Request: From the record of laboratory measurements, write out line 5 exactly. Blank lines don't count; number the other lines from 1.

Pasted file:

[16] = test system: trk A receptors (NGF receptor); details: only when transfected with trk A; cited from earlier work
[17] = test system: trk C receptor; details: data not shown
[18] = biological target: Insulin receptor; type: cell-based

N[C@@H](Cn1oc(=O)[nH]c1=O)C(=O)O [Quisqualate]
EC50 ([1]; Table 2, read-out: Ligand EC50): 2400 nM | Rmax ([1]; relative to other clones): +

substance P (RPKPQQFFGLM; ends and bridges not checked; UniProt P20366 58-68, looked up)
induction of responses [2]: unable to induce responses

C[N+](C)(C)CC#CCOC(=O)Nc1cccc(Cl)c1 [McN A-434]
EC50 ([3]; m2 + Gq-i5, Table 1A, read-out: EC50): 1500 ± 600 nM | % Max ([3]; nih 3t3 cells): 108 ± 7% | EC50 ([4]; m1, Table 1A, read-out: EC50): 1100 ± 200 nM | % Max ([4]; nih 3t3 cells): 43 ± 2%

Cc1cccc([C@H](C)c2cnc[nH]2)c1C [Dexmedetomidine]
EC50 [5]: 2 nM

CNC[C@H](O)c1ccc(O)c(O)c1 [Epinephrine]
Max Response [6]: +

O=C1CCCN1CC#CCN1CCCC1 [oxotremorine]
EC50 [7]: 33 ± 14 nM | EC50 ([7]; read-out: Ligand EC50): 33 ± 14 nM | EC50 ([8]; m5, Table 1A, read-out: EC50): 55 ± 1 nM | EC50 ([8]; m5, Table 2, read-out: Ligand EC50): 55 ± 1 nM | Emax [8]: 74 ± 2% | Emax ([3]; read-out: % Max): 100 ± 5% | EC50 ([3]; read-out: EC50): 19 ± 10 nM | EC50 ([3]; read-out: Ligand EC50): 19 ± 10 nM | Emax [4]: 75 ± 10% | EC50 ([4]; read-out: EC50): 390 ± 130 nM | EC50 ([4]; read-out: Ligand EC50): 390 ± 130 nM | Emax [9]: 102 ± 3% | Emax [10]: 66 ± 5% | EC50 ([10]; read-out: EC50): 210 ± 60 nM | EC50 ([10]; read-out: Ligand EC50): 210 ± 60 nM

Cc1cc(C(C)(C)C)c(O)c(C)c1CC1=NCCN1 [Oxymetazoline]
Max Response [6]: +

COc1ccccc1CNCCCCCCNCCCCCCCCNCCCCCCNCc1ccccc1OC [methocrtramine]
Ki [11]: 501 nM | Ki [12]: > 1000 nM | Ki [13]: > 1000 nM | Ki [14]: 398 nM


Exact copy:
EC50 ([1]; Table 2, read-out: Ligand EC50): 2400 nM | Rmax ([1]; relative to other clones): +